Being a typical UK (now Spanish) biker of a certain age, I started my foray into big bike ownership in the early 90's with a Yamaha 350YPVS before moving on to the sportier end of the market. First running a CBR600 then a Fireblade and finally in 2000 a new GSXR750. As is typical with these types of bikes, noisy exhausts, power commanders, small plates and indicators and other accessories seemed mandatory as well as the odd traffic violation.

This is all very well and normal whilst in your 20's and 30's but as I passed the 40-year milestone the thrill of the sports bike started to wane a little, was it me? was I too old? Or was it the back and wrist ache caused by the riding position.

The problems grew over the next year or so, as I rode the bike less it became more uncomfortable, with one being a symptom of the other.

Eventually, a decision had to be made, do I just stop riding motorcycles? Well having owned one for over thirty years this option was obviously rejected. So what are the alternatives, after careful consideration a change to a more suitable bike was the answer, but which one?

Many bikes were considered and rejected for a whole variety of reasons as my requirements evolved, firstly I looked through the new bike options where there now appears to be a whole raft of options for former (older) sports bike fans, such as Aprilia's Tauno, the new S1000R from BMW and Kawasaki's Z1000R to name a few. These, unfortunately, were all discounted on price as a new bike is not on the cards at the moment.

On went the search to the Spanish second-hand market, where there are a number of websites available, such as & which cover the full range of automotive and other vehicles.

After much more research a decision was made, the bike to buy would be a KTM950SM, it would be more comfortable for the upper body and back due to the more upright riding position (more like my mountain bike), has comfort seat options, is more maneuverable due to the wider bars, has sensible luggage options and would still be capable of giving me the buzz you get from swinging your leg over a quick bike.

Next job would be to sell the Suzuki, this is where it all started to go wrong, how much is mine worth? Where should I advertise it? Must do an oil and filter change and give it a bit of a spring clean before the pictures are done and any potential buyers come round. Cleaning the Suzuki brought back fond memories of journeys past, then on to sorting out all the receipts and paperwork including all the original purchase documents from a long since closed dealers in my hometown of Scarborough. Two years of decisions started to give way to nostalgia.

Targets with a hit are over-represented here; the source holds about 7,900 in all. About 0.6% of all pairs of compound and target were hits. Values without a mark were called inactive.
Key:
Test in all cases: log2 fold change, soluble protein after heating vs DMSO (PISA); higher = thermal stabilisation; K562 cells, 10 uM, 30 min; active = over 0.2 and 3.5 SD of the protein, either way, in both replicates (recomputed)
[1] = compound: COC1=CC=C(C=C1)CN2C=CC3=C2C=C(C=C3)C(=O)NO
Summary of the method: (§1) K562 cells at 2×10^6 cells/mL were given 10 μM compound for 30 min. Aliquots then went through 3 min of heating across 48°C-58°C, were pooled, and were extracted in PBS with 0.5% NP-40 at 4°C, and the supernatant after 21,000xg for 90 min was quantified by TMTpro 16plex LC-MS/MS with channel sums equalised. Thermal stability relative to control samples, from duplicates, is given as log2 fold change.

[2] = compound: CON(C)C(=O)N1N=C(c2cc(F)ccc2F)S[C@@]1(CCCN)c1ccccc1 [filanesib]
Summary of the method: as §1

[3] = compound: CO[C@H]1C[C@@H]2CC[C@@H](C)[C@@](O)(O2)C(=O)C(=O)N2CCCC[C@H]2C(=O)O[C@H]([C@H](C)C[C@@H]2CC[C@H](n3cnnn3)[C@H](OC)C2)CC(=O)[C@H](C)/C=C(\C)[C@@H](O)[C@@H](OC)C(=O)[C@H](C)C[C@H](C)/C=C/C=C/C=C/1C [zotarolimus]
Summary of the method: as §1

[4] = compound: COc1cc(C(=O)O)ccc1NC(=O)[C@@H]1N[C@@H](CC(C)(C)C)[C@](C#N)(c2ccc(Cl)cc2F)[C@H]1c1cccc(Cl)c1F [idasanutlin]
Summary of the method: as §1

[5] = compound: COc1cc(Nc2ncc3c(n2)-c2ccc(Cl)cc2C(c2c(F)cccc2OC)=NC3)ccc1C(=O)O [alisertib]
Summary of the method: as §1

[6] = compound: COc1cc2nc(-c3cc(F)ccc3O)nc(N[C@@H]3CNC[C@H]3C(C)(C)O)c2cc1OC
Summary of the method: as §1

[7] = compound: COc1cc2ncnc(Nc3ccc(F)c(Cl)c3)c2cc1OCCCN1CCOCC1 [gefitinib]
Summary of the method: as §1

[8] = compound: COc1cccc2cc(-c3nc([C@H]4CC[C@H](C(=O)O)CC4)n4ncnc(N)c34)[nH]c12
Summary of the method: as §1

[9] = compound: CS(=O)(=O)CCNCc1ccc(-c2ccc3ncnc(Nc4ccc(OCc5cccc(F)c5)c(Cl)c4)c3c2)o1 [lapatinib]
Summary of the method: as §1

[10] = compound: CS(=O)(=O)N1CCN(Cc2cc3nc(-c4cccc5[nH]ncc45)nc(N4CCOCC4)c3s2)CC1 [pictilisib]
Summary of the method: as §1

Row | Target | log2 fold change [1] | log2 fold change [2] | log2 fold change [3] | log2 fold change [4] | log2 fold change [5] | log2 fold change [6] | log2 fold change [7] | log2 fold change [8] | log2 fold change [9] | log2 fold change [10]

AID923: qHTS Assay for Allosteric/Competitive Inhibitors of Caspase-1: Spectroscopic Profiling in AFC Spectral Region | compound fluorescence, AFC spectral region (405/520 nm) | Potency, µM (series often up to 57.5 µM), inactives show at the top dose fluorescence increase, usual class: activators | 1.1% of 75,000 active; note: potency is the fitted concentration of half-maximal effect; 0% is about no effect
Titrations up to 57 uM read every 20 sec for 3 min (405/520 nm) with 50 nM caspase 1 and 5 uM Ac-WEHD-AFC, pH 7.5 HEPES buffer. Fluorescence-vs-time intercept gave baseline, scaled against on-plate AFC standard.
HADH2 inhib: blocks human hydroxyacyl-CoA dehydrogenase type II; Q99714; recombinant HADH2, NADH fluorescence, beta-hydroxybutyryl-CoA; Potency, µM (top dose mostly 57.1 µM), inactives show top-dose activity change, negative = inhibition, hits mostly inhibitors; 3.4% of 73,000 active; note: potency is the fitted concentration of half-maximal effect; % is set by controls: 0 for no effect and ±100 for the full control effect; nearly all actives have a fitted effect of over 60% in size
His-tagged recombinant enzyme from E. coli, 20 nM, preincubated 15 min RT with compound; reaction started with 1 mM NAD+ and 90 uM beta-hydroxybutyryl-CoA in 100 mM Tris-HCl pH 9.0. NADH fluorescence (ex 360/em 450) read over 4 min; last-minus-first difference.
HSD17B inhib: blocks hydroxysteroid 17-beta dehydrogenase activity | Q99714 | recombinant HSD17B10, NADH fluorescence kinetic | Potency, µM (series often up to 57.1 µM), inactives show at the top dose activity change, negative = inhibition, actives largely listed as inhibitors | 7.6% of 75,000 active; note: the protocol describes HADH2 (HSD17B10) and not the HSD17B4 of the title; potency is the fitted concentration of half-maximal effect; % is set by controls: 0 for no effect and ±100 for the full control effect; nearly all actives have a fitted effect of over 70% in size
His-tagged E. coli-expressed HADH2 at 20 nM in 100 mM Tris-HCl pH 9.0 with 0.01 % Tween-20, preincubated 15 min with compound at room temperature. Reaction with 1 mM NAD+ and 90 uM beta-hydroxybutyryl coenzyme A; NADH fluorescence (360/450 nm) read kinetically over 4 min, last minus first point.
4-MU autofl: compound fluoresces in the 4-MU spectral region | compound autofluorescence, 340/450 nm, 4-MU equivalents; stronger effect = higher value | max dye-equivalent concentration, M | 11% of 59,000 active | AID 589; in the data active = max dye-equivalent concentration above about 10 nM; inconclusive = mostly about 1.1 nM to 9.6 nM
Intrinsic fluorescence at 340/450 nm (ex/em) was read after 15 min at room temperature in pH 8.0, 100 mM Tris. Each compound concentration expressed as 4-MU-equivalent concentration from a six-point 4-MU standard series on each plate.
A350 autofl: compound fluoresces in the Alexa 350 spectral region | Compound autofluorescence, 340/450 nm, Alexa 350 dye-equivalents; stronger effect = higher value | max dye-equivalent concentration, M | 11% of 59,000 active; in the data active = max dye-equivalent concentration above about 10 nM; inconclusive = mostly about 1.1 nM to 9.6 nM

Ultimately my wife made the decision for me after noticing me rocking gently in a corner surrounded by bike magazines, paperwork and photos.

W. What are you going to use it for?

M. For fun, to ride the twisty mountain roads, maybe some touring and possibly a track day or two.

W. Why do you want to sell the Suzuki?

M. Because it's a bit uncomfortable to ride especially on the twisty mountain roads

W. Does the KTM tick all the boxes, comfort? luggage? The thrill of the ride?

M. Comfort, may need a new seat, will need new luggage, may need noisy pipes.

W. Rather than going through the hassle of selling the Suzuki, then spending an additional €2000-€3000 to get something that will probably need a comfort seat and new luggage, why not spend a bit of money and make the Suzuki work?

It sounds obvious when someone else says it, keep the speed and handling of the Suzuki and add a few items to make it better. So with a quick Google search followed by two days of reading articles and sending emails a plan was hatched.

Project GSXR Part 1

Project GSXR Part 2

Project GSXR Part 3

Project GSXR Part 4 - ITV

Review of CNC Parts